With Pokemon's twentieth anniversary happening this year, the Pokemon Company is ready to move on a live-action adaptation of its best-selling property. According to the Hollywood Reporter, there's a closed-door bidding war happening for the rights. The two main bidders are Warner Bros and Legendary Entertainment, though Sony Pictures has also expressed interest.
For Warner Bros. Entertainment, the move makes sense. Following the end of the Harry Potter, Tolkien, and Dark Knight films and a few high-profile failures including Pan, Jupiter Ascending, and In The Heart of the Sea, Warner Bros is looking for massive tentpole projects. THR previously reported that Warner Bros is seeking to make fewer films after last year's failures, focusing more on DC Comics, Lego, and Harry Potter spin-off films.
Batman v Superman is underperforming in expectations, but Warner Bros is pushing on with Suicide Squad, Wonder Woman, Justice League, Aquaman, and more. The success of the Lego Movie has led to The Lego Batman Movie, Lego Movie 2, Lego Ninjago, and The Billion Brick Race. Harry Potter is continuing on with Fantastic Beasts and Where to Find Them, which releases this year and is the first of three planned films. Throwing a potential Pokemon live-action franchise into the mix would help prop up Warner Bros' bottom line and you can bet on a Pokemon Cinematic Universe sooner rather than later if WB gets the property.
Legendary is the more contentious bidder in the process. Legendary Entertainment is one of the smaller Hollywood production companies, previously working with Warner Bros to distribute films, but currently doing so through Universal Pictures. Legendary's track record is spotty, with a few hits (the Dark Knight Trilogy, The Hangover trilogy, Inception, Jurassic World) and some misses (Dracula Untold, Crimson Peak, Sucker Punch). The studio's track record with game-related films is pretty much down to the upcoming Warcraft film.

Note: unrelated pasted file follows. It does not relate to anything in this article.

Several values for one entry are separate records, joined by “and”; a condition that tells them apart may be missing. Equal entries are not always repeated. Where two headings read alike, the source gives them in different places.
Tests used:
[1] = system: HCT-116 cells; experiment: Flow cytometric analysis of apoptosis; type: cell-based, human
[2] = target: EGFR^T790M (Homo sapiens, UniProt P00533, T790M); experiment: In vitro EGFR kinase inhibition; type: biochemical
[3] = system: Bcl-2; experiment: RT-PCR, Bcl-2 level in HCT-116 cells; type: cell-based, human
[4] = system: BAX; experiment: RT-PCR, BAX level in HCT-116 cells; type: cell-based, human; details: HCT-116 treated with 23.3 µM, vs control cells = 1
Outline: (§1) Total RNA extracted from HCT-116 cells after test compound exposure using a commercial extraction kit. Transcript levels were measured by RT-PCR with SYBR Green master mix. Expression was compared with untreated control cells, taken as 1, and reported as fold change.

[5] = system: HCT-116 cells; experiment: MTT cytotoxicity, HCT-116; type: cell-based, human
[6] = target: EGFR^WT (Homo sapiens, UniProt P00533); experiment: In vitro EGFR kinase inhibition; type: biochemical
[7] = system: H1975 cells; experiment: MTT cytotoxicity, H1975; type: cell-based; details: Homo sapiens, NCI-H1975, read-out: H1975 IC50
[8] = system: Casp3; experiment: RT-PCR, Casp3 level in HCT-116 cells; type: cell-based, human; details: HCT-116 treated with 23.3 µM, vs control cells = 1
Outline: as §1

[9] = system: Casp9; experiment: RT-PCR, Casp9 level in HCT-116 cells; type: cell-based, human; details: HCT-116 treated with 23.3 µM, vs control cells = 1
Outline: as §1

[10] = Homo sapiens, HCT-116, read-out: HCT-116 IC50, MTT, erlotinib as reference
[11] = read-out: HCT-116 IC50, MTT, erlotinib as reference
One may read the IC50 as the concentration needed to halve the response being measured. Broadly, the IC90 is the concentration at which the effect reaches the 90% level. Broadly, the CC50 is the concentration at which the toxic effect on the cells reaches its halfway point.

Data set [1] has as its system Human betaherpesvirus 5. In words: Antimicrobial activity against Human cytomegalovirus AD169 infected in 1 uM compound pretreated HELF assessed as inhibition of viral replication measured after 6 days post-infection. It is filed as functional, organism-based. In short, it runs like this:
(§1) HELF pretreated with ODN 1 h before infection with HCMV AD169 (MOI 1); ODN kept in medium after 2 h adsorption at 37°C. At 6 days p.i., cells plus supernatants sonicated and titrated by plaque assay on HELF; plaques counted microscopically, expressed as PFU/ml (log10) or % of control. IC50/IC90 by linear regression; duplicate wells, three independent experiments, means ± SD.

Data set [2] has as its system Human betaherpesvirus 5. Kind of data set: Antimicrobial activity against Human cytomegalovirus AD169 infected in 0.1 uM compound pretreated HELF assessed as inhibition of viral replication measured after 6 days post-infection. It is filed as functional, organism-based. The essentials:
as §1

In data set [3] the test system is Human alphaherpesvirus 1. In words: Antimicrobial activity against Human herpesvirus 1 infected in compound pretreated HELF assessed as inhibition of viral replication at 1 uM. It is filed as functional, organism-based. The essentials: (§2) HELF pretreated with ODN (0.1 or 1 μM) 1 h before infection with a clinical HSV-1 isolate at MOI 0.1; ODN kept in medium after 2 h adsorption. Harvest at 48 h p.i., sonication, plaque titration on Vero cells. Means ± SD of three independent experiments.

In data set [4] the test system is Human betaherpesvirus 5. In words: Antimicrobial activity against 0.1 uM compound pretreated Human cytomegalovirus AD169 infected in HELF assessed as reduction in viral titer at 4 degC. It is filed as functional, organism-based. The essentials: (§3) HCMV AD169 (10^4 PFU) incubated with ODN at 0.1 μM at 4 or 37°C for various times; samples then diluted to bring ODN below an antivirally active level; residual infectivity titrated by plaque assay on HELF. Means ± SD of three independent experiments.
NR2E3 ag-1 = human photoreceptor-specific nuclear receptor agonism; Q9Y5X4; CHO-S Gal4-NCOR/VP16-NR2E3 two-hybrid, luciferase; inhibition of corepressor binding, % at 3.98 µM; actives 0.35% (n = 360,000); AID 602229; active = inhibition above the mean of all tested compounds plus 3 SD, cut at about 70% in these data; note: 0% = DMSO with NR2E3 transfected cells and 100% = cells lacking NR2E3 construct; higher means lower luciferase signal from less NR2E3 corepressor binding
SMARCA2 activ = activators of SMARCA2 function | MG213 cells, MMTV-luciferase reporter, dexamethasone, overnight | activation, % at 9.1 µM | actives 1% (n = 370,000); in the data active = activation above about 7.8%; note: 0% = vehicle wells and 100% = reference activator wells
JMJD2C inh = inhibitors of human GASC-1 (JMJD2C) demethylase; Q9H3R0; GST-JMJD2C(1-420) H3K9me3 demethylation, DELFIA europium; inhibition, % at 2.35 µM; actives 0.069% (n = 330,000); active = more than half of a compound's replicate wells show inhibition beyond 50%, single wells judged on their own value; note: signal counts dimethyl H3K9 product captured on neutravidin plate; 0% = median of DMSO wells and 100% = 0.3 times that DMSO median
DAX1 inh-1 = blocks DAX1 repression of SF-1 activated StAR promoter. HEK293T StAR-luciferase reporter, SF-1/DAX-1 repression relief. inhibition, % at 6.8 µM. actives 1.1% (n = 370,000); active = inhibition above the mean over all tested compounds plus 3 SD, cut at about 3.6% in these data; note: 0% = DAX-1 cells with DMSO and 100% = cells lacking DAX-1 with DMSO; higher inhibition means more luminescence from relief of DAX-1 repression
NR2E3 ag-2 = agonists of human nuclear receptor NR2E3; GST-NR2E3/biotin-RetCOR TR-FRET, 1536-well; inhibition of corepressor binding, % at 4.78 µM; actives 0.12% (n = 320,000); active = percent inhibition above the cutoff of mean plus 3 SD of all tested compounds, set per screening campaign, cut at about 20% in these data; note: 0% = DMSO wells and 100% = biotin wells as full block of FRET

The issue is Legendary Entertainment was purchased in January by the Dalian Wanda Group for $3.5 billion. That puts the studio under control of a Chinese company and represents the first big move by China into Hollywood. There are long tensions between China and Japan, so the fact that Legendary is one of the leading bidders on the Pokemon film rights could represent a problem for the Pokemon Company. Legendary currently has connections with Japan through the Godzilla films; it worked with Toho Co for 2014's US Godzilla film and is continuing with Godzilla 2 in 2018 and Godzilla vs. Kong in 2020 as part of a shared Godzilla/King Kong universe for Warner Bros.
So it's a matter of what the Pokemon Company prizes more: money or nationalistic concerns.
The winning bidder has yet to be decided, but a Pokemon live-action film is coming in one form or another. Iin the current Hollywood machine, it probably won't be a single film, it'll be an entire universe of planned sequels and spin-offs. Because Hollywood is going to catch all that money.